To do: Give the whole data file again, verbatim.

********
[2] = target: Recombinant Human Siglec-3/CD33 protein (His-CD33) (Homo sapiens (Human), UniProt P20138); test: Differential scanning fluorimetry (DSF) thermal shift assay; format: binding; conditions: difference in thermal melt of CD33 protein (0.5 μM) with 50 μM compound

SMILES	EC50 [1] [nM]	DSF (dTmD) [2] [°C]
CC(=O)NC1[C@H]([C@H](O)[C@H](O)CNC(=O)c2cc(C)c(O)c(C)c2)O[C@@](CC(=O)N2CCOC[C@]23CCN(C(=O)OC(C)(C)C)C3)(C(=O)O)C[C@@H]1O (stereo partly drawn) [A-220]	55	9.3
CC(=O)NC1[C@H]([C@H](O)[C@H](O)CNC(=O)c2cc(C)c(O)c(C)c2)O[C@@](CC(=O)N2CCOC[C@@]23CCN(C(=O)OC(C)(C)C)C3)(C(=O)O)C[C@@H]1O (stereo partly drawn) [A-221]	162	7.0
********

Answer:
[2] = target: Recombinant Human Siglec-3/CD33 protein (His-CD33) (Homo sapiens (Human), UniProt P20138); test: Differential scanning fluorimetry (DSF) thermal shift assay; format: binding; conditions: difference in thermal melt of CD33 protein (0.5 μM) with 50 μM compound

SMILES	EC50 [1] [nM]	DSF (dTmD) [2] [°C]
CC(=O)NC1[C@H]([C@H](O)[C@H](O)CNC(=O)c2cc(C)c(O)c(C)c2)O[C@@](CC(=O)N2CCOC[C@]23CCN(C(=O)OC(C)(C)C)C3)(C(=O)O)C[C@@H]1O (stereo partly drawn) [A-220]	55	9.3
CC(=O)NC1[C@H]([C@H](O)[C@H](O)CNC(=O)c2cc(C)c(O)c(C)c2)O[C@@](CC(=O)N2CCOC[C@@]23CCN(C(=O)OC(C)(C)C)C3)(C(=O)O)C[C@@H]1O (stereo partly drawn) [A-221]	162	7.0